3. Sociopaths frequently hesitate before responding. It will be unclear to you whether they are bored, annoyed, lying, or all three.

4. No strong reactions to illogical hotbed political/social topics (e.g. Octomom or Catholic priest child molestation).

5. Monotone voice (I am told).

6. A tendency to take things too literally or otherwise not respond appropriately to small emotional cues.

7. Cold indifference to one or more family members.

8. Seemingly a different person when "distracted."

9. Disconnect between what the sociopath says and does, e.g. seems charitable but does not give money to homeless or vice versa.

10. Never shows signs of embarrassment. Easily wins over large crowds with confidence. "Poise" in this case = lack of nerves.

11. Does not fit stereotypes for gender, race, ethnicity, religion, age, sexual orientation, or career. Could seem foreign, bisexual, older or younger, pious, wealthy or poor, but may also just seem unplaceable.
12. Can flip flop between keeping a very low profile (the observer) to being the life of the party (the actor).
I don't think all of these would apply to all sociopaths, and certainly many of them apply to people who aren't sociopaths, however they all have the advantage of being directly observable by a layperson, at least without the aid of a brain scan or 10 page questionnaire. Also, because they're seemingly inconsequential and not directly related to the classic sociopath/antisocial traits, a sociopath would have less reason to mask them.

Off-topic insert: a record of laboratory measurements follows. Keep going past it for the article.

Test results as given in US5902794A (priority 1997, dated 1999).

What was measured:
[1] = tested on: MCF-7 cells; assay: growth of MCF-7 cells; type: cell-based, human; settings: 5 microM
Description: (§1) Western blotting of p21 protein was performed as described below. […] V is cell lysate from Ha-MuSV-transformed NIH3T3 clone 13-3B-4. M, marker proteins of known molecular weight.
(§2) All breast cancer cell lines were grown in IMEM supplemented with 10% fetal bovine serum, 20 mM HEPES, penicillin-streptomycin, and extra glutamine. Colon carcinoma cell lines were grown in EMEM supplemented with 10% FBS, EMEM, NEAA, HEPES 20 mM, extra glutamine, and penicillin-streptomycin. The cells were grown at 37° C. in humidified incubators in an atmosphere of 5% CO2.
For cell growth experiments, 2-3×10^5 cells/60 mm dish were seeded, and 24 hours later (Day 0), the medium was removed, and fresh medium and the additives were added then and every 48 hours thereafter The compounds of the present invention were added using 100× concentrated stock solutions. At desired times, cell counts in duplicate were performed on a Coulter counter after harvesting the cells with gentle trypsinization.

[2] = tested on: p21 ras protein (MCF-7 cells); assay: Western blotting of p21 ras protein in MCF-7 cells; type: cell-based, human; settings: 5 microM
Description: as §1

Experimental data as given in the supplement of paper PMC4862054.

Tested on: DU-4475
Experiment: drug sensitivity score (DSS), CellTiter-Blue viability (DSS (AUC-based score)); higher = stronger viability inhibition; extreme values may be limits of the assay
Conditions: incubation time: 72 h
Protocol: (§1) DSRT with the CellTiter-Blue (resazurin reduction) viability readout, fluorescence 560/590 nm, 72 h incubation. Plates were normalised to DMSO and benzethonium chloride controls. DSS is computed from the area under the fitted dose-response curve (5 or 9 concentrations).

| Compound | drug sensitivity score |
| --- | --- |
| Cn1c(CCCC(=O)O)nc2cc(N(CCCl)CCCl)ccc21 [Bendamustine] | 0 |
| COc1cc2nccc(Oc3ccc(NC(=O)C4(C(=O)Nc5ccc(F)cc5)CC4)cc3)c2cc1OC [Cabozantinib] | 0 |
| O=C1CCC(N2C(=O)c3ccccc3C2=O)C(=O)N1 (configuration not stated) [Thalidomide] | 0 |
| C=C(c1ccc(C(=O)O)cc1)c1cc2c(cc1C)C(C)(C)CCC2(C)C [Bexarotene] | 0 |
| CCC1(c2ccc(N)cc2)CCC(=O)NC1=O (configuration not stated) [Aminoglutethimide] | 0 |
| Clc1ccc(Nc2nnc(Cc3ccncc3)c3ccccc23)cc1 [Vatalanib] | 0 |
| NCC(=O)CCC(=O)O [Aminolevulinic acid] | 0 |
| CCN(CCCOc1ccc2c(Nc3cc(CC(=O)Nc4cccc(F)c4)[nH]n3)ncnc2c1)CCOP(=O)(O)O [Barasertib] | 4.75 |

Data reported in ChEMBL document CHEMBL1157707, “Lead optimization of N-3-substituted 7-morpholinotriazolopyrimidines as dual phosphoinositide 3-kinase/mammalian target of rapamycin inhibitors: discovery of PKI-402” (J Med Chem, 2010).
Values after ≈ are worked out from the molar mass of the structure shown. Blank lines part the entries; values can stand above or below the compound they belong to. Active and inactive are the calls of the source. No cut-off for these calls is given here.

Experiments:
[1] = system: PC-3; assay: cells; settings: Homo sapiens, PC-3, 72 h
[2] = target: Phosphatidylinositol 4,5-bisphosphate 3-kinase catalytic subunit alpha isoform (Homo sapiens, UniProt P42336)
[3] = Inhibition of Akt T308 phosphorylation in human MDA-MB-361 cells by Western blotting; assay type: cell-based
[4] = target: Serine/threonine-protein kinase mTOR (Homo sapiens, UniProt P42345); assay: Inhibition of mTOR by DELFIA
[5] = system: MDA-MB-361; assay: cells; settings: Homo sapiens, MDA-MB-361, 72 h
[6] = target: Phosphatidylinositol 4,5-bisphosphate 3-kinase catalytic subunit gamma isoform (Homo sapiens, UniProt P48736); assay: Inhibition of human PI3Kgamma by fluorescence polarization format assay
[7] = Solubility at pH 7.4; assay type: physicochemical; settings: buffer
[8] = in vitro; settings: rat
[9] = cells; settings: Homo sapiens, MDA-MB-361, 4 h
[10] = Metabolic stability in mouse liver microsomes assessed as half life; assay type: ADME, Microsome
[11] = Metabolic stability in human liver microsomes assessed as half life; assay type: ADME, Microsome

Do some of these seem particularly predictive or not? Any other suggestions?

Thursday, December 2, 2010

Survey results

I copied the results below. I tried not to have duplicates, but I may also have inadvertently left some out. Some of the questions didn't really get enough responses to include. Some of the answer categories I grouped together, e.g. "eating to survive" included pretty much everyone who said that they typical just eat for the nutrients, although they may sometimes find pleasure in eating. Next time I'll make an actual survey form for ease of calculation. Of course this was far from reliable, but it was still interesting. I was surprised by some of the results, was not surprised by some. I'll let you speculate without tainting you with my own conclusions/theories.

1. Do you have normal average blood temperature, run hot, or run cold?
12 Cold 4 normal 2 hot

2. Do you have normal blood pressure, run high, or run low?
13 Low 2 normal 6 high

3. What is your relationship to food?
5 love 1 like 17 eat to survive

4. Do you have corrected vision, i.e. glasses, contact lenses?
9 corrected 12 none

5. What is your tolerance to pain? Low, high, or normal?
17 high 5 normal 1 low

6. Have you ever had stitches or surgery that could have been otherwise been preventable based on lifestyle choices?
10 no 12 yes

7. Would you say you look about your age, younger, or older than your age?
11 younger 8 same 3 older

8. Do you take cold medication? How soon after a cold do you start taking medication?
17 no 4 some/sometimes 1 yes

9. Do you have trouble sleeping?
8 yes 12 some/sometimes 2 no

10. Which do you crave more, salty or sweet foods?
8 salty 3 both 7 sweet 3 neither

11. Do you wake up in the morning drenched in sweat?
4 no 5 sometimes

12. Do you abuse drugs like alcohol?
3 no 7 yes

13. Do you have great admiration for the aspergers people?
5 yes 3 no

14. Creepy stare:
6 yes

15. People oriented job:
2 no

16. Do you like sun and brightness?
8 no

17. Do you eat red/bloody meat?
5 yes 1 no

18. Are you involved in or have you been involved in extreme hobbies and activities?
3 yes 3 no

19. Do you like trying new things, or are you averse to change?
6 change

Wednesday, December 1, 2010